Regulating Face Paint
By Amy E. Feldman
PHILADELPHIA (CBS) - Nothing like Halloween when your little ghoul gets to be made up to look like one. Did you know that face paint is considered a cosmetic and as such is regulated by the Food and Drug Administration?
If your child’s Halloween costume involves face paint, you need to know that “non-toxic” means that it’s not poisonous if it’s swallowed but it DOES NOT necessarily mean that it’s safe for skin.
Do not use regular craft acrylic paints or craft glitter on skin, because many people are allergic to the ingredients including nickel. Instead, make sure to use paint designed to be worn on the skin which contains color additives that by law have to be approved by the FDA.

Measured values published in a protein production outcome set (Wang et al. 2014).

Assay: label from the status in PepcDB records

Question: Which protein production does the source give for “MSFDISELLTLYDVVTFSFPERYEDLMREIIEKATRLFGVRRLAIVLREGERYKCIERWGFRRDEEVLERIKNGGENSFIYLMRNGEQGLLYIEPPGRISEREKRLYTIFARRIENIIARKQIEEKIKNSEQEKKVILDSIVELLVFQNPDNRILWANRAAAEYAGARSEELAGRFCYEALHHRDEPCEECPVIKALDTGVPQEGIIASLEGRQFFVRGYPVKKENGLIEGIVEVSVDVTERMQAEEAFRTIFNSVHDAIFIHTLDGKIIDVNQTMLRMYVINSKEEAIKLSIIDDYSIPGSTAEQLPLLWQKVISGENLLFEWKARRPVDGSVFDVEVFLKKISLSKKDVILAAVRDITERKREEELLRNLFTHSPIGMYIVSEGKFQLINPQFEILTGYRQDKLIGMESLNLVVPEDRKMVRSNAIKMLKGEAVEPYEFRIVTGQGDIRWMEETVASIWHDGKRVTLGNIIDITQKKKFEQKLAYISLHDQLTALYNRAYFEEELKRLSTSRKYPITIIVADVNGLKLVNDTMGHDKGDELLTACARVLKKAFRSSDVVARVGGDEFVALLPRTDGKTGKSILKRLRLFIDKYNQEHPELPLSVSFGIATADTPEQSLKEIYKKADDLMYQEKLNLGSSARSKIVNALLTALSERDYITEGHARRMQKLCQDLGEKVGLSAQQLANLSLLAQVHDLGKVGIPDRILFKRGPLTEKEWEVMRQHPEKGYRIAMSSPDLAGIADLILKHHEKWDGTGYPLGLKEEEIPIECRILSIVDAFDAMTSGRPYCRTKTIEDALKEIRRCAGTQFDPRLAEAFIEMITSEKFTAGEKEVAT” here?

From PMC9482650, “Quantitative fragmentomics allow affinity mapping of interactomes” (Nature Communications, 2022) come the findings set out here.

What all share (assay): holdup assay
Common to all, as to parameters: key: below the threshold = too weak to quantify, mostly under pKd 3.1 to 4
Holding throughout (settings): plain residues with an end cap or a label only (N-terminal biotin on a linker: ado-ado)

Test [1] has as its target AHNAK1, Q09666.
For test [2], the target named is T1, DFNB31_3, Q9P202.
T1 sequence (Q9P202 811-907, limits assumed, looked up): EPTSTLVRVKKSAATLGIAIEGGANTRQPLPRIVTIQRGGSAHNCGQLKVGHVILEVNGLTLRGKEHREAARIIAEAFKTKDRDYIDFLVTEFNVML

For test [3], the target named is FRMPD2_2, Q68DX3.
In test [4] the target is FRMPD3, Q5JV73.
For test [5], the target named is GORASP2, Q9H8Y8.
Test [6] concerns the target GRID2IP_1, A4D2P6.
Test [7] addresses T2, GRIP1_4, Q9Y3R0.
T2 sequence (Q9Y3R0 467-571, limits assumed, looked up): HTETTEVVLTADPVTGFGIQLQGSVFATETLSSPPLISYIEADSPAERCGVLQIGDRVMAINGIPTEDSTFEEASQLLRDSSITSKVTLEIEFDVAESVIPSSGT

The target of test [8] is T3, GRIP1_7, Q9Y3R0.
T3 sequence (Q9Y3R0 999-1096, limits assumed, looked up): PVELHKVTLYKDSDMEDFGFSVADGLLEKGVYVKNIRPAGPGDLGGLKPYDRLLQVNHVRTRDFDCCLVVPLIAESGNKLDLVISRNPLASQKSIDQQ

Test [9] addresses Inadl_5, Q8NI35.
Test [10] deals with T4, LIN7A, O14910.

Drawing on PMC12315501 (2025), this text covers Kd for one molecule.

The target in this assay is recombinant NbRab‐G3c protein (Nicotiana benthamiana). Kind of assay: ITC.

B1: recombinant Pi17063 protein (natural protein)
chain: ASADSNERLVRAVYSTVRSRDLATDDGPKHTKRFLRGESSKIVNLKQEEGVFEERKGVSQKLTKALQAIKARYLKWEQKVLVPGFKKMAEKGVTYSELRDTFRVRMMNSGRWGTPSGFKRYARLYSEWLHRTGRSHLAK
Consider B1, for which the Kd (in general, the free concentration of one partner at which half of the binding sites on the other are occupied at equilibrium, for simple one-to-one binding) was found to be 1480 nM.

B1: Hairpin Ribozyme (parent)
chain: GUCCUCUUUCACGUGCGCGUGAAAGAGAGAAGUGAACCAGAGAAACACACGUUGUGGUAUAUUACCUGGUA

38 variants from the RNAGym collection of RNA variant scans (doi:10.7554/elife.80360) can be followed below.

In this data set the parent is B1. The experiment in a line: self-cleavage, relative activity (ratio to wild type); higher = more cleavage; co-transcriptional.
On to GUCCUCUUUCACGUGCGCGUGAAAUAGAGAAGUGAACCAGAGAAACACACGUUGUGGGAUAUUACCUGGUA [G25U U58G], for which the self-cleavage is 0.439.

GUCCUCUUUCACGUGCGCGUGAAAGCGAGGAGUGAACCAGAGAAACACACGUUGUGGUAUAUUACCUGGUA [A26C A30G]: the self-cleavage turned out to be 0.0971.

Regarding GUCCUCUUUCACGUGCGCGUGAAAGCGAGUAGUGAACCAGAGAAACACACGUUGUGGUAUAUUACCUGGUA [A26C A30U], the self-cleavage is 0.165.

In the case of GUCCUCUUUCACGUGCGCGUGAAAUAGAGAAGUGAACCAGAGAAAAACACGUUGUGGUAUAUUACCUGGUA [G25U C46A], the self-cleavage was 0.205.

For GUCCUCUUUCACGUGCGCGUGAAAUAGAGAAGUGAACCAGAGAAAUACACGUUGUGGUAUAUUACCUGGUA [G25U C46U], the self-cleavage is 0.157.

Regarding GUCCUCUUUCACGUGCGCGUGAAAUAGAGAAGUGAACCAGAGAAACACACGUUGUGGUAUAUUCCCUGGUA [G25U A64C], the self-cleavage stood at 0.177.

To ensure that what you are putting on your child’s face is safe, read the ingredients on the face paint and compare it to the list on the FDA website. If an ingredient in the paint isn’t on the list, don’t use it.
Don’t use face paint that smells bad and take it off if it starts to itch or burn.
Finally, remove all the makeup before you fall asleep from the sugar shock. It’s fine to look ghoulish on Halloween but you don’t want to wake up November 1 looking like a real horror show.